I’m the new girl and I just don’t have the context I need for many of my objects, especially since I don’t have a background in any sort of computer or electrical work. The big, fancy ones are pretty easy because I can Google them. It’s not hard to find information on things like the prosthetic sockets or blind tennis; they were pretty well-publicized projects. But I would frequently quickly catalogue an object which I thought was just a test print and move on. Then, days later, someone would walk by and casually mention that the object I had set aside was, in fact, part of some terribly significant and interesting project. I’m lucky in that everyone in the lab is quite friendly and willing to share their knowledge but it’s hard to get answers when you don’t even know what questions you need to ask.

Painting robot 4

Random junk or super cool robot components?

There’s also the fact that the Critical Making Lab is not a museum space. Displaying objects is a secondary concern. Every decision I make has to take functionality into account. Yes, I can mount part of my exhibition on that shelving unit there but it’s right next to the full-body scanner, so people might need that space. Yes, I can create a beautiful and elaborate slideshow with multiple components to show off every aspect of the lab but who’s got time to update something that involved once I’m gone?

But hey, even if the job has its challenges, I wouldn’t change it for the world. And if I occasionally end up shirtless in the lab on a weekend because I needed a black backdrop for photography and it was the only black cloth I had, well, it’s just another day in the life of a Critical Making Lab curator!

The Darker Side of 3D Printing

3D  printing may potentially change manufacturing and our culture as a whole. But is it really all sunshine and roses? Lab curator Rowena McGowan explores the issue of 3D printed guns on the University of Toronto Museum Studies program blog.

Researcher Profile: Joshua Qua Hiansen

February 17, 2016Rowena McGowanPeople0

Joshua Qua Hiansen is a research associate at the Critical Making Lab. His work station, covered as it is in human organs, may lead one to believe that he is a serial killer. In fact, his work is far less unpleasant and far more interesting.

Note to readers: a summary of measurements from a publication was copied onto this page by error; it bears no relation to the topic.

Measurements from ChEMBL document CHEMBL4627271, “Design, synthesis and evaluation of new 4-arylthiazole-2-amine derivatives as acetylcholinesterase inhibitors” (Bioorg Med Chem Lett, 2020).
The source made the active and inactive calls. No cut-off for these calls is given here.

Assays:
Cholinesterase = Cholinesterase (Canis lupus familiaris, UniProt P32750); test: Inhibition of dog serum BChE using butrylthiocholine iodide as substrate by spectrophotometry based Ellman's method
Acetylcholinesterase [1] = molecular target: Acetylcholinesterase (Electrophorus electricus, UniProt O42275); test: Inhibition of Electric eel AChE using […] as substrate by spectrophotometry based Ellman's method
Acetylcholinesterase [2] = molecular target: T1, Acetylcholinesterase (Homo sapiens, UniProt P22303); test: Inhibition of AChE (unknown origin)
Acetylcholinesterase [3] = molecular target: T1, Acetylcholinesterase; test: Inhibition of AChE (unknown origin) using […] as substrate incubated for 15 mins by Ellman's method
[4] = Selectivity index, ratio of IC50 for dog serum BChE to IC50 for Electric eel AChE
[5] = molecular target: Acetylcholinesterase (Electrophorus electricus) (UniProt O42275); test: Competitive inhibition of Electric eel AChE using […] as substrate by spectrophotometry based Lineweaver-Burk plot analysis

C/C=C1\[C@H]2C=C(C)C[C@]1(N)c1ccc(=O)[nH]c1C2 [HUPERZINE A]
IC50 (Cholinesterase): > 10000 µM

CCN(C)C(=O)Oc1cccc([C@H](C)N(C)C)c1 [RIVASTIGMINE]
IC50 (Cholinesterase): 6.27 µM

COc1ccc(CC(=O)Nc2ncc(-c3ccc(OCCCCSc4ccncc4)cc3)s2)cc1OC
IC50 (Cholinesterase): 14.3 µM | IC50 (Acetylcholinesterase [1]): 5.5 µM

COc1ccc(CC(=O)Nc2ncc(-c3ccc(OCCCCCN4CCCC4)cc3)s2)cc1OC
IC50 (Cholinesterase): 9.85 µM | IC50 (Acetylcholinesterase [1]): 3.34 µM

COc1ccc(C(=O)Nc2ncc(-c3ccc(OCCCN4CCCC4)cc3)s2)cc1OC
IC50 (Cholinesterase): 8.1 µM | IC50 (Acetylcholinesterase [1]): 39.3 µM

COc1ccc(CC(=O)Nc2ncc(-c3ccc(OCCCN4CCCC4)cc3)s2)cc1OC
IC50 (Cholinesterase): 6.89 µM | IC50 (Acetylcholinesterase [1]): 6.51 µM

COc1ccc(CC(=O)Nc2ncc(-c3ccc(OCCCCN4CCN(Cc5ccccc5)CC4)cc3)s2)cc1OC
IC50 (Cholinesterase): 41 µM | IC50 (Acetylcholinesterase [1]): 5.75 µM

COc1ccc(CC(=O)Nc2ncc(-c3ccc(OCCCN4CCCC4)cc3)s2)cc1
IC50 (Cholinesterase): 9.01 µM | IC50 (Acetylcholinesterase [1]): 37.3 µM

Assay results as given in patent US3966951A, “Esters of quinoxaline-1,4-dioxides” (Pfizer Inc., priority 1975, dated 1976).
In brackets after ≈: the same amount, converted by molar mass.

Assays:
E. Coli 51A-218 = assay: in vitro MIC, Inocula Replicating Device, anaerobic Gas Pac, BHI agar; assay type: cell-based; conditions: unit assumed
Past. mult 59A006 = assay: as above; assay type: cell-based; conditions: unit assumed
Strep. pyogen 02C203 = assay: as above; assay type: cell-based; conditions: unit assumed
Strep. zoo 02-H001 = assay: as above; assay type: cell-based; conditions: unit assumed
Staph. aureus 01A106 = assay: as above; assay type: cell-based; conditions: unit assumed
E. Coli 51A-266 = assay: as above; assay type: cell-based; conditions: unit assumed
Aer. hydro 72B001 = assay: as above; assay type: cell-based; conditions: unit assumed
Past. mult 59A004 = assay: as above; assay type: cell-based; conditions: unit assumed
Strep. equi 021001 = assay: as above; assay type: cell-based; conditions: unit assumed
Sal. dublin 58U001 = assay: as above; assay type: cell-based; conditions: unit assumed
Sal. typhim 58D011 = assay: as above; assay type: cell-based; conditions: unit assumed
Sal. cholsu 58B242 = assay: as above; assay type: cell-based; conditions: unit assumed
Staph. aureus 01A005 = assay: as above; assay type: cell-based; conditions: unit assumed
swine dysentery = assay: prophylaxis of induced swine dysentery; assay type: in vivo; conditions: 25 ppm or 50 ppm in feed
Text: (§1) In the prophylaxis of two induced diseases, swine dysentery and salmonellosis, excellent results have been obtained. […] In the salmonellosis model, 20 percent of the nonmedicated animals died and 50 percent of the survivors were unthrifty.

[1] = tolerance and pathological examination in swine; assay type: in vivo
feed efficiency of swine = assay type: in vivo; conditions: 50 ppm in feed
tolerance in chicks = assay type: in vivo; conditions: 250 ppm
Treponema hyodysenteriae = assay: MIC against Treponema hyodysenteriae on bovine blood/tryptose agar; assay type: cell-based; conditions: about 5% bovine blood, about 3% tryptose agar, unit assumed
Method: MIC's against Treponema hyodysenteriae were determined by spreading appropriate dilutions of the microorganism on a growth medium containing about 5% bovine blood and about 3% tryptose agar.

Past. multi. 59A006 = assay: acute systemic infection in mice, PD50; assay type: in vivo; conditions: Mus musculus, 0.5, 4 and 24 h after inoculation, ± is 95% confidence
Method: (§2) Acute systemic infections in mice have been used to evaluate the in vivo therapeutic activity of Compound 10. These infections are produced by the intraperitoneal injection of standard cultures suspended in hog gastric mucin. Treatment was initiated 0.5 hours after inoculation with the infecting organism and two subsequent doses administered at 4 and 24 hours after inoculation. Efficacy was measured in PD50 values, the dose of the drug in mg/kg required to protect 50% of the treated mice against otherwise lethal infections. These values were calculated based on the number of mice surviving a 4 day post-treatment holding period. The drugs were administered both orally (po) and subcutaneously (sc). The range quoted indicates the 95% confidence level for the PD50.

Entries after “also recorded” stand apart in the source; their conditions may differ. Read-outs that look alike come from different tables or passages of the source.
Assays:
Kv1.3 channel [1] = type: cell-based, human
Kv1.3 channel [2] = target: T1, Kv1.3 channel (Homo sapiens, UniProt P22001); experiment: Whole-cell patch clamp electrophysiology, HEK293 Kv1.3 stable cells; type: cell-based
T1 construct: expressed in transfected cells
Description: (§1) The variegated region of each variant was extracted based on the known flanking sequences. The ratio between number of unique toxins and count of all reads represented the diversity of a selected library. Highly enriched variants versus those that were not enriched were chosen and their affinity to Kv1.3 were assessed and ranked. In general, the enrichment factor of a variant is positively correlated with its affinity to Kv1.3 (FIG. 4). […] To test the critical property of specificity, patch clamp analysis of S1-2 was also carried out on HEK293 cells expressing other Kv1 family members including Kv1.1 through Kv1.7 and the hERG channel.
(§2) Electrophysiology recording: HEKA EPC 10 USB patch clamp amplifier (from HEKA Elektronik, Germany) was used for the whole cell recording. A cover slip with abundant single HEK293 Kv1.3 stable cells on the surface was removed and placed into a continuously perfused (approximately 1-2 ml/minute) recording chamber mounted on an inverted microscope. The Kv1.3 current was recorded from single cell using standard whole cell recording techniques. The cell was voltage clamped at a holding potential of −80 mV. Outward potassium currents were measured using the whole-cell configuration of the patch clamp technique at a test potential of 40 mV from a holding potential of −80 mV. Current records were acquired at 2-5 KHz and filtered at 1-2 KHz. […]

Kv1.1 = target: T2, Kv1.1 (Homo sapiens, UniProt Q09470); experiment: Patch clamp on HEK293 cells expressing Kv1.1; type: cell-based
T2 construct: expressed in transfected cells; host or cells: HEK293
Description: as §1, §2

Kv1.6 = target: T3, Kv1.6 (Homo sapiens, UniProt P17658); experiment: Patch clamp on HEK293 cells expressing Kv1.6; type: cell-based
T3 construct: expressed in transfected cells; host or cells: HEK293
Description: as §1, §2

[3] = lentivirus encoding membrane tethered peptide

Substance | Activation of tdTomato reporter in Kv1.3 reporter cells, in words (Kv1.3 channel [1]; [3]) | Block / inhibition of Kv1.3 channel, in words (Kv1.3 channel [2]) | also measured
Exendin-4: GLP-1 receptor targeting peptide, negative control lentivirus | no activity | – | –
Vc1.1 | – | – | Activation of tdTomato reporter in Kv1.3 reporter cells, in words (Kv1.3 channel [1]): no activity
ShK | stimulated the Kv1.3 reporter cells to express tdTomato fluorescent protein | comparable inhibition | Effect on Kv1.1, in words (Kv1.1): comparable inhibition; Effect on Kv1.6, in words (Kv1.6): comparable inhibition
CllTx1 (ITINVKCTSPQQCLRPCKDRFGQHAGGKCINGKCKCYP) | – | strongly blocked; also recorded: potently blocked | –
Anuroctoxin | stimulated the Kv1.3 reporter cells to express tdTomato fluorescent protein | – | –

Hiansen is doing research in using 3D printing to provide cheap and customizable medical models for training med students.

Most anatomical models are expensive and therefore most facilities cannot afford a wide assortment . Hiansen’s models are much quicker and cheaper to produce, allowing more customization. Because he can print a spine in a day or two, for example, teachers can easily have both textbook perfect models and examples of extremely diseased spinal columns. This is quite useful – real body parts are seldom as simple and well-laid out as those in books or classic models.

Spine flipped

A test print of a spine. Photo credit: Joshua Qua Hiansen

The spines are also an easy way for students to practice locating the areas they need to in order to give epidurals – something for which I am sure those of us who have been or are planning to get pregnant at some point are quite grateful for!

Hiansen doesn’t just make spines. He also produces other organs, including bronchial tubes, hearts and brains.

The tricky part is creating models which are echogenic (able to bounce an echo), for practice using the ultrasound. PLA plastic actually has a consistency similar to bone. For accuracy, though, many of the models are mounted in a gel matrix. Keeping to his goal of producing models which are cheap and simple to make, the medium Josh uses is simply grocery store gelatin.

Organs together

Anatomical models of a heart, bronchial tubes and spine assembled. Photo credit: Joshua Qua Hiansen

Want to see more of Josh’s work? Follow him on Twitter!

Heart to Heart in the Critical Making Lab

This Valentine’s Day, Research Associate Joshua Qua Hiansen wants to give away his heart. It’s okay, he has a lot of spares:

Purple heart 1 Pink heart 1

Of course, these hearts don’t beat for anyone, even true love. They’re anatomical models for teaching medical students. More on Josh’s Twitter:

Mixed media human aortic valve

Demonstration of valve printed in flexible resin

Progression of printing


Saving the Ocean Through Footwear?!

Here in the Critical Making Lab, we’re always interested in new technological innovations. That’s why we were so curious about Adidas’ plan to 3D print sneakers from ocean plastic. Read the story here.